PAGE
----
How do they manage container versions and associated librarys to each version

  13. Came just in time for the new cherry blossom box that dropped on tryhackme that has u use docker for the tools you need , thanks !

  14. It's very nice explanation, because so far I just think container is like vm, but in lo level it's look different..

  15. . Ich müsste mit Docker während ein Projekt im Master arbeiten, bisher könnte ich das Untershied zwischen Docker und VMs nicht verstehen. jetzt es ist Klar für mich, Vielen Dank für die einfachee Erklärung 😀

    schönen Tag noch!

  16. So you mentioned that the user inside the docker container has the same privileges as the user on the host machine. Does this mean that, for example, if the host user has NO sudo privileges, nor the docker container user won't have sudo privileges, even though he might run as root inside the container? Meaning that if you can't use apt as the host machine user, you can't use apt neither in the docker container? Is this right, or am I missing something? Thanks for posting these kind of videos

    Edit: spelling

  17. So you mentioned that the user inside the docker container has the same privileges as the user on the host machine. Does this mean that, for example, if the host user has NO sudo privileges, nor the docker container user won't have sudo privileges, even though he might run as root in the container? Meaning that if you can't use apt on the host machine, you can't use apt neither in the docker container? Is this right, or am I missing something? Thanks for posting these kind of videos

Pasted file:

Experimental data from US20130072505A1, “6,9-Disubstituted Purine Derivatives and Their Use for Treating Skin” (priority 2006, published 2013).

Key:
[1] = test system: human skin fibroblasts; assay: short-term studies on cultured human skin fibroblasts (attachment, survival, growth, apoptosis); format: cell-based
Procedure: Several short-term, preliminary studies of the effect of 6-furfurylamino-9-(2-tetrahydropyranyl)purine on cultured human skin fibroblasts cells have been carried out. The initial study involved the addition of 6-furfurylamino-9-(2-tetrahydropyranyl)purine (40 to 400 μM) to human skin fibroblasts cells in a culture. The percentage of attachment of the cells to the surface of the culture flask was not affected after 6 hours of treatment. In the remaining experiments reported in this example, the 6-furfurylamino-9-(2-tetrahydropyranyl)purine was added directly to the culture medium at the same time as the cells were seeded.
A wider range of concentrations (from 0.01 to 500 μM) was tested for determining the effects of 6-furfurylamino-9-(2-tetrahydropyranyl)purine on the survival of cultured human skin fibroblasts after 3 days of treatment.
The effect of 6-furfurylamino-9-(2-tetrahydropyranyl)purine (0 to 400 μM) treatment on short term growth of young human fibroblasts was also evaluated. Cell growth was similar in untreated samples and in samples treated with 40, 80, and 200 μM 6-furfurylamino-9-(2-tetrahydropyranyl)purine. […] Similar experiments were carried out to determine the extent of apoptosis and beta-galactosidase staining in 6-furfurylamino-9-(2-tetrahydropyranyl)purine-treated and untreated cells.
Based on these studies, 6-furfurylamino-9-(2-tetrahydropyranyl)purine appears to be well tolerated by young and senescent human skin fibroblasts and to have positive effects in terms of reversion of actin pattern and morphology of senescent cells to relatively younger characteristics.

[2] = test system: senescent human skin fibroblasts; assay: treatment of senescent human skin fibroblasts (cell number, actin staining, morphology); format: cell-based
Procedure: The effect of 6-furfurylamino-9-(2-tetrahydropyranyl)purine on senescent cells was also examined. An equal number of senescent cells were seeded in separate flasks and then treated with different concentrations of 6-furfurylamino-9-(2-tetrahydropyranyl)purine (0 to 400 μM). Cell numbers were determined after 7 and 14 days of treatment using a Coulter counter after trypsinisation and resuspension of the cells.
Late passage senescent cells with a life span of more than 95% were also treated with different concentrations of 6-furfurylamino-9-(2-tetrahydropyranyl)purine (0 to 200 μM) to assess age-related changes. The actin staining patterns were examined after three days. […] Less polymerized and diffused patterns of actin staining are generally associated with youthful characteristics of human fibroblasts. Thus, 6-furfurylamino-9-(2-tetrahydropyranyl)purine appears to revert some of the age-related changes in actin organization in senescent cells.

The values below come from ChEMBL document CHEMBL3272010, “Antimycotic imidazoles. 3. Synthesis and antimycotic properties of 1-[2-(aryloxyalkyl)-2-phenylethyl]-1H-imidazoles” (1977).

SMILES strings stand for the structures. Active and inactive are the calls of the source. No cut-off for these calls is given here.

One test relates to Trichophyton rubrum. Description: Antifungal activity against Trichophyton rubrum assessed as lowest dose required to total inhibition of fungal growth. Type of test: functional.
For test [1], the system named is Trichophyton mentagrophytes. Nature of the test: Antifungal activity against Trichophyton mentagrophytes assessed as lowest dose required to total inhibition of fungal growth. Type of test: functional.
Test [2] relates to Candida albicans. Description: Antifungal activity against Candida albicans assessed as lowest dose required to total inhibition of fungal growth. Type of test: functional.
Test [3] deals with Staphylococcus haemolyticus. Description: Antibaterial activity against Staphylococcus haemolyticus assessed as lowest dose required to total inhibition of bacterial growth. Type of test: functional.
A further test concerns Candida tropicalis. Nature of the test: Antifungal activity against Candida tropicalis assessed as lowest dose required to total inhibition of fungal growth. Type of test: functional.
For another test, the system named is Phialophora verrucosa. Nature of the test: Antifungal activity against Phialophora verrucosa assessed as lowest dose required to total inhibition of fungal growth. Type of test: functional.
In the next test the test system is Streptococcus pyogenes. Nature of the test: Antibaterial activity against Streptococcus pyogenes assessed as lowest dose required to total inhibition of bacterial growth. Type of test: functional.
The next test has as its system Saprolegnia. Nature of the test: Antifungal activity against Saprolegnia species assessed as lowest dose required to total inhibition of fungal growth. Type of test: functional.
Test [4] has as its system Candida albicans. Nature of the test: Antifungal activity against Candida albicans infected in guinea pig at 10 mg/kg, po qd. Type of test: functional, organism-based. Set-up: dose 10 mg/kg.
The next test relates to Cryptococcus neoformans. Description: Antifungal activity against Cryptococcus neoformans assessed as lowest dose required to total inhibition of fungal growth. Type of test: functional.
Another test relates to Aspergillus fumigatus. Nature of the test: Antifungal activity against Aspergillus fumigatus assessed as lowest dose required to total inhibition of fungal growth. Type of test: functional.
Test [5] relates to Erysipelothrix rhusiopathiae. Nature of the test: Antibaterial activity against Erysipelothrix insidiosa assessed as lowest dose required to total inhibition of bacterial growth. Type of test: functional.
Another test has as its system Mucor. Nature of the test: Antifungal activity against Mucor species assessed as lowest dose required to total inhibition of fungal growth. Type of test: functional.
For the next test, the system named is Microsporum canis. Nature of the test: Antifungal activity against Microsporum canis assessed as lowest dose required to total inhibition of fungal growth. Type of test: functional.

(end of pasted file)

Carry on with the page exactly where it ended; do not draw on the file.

18. breaking from container is easier that you think, or maybe I say, getting root with containers
    This is why by default most of the OSes require root for accessing docker
    because as you mentioned, on fs level you use userid from container, and then you are root inside container, you can access all files in host os as root
    just `docker run -it -v /:/mnt busybox chroot /mnt` and you are root on host (almost)
    but if you have selinux disabled you can now access all files in host as root so you can now takeover host

    PS: please do not use “ in bash, this is considered bad practice, use $(), bonus, you can use $() inside $()

  19. Oh my… How many times I scripted a for/sleep loop around a command in bash, but there is a watch command! 😱

    After using linux 20 or so years, I wonder how many basic things I never heard of. 😂

  20. Excellent video! there are a lot of videos on docker out there but none come close to explaining the internals like you do! Thank you so much!

  21. Great video.
    I've got a follow up question.
    If a linux container uses the system's kernel to run, how can you run a windows server container ? doesnt it have to be a VM then ? What about doing the opposite, running a linux kernel in a windows docker client ? how does that work ? What about a windows server container in a windows docker client ?
    Would love to see a video on that, in particular if it highlights the differences between the windows and linux docker clients.

  22. i know this channel is related to CTF and hacking but can you please also make more videos like these on software, which we just take it for granted and never try to understand the software from the actual process/syscall level.

  23. Awesome intro to namespaces with containerd and runc calls. Could we have a video on cgroups and seccomp as well to cover the security aspects od Docker containers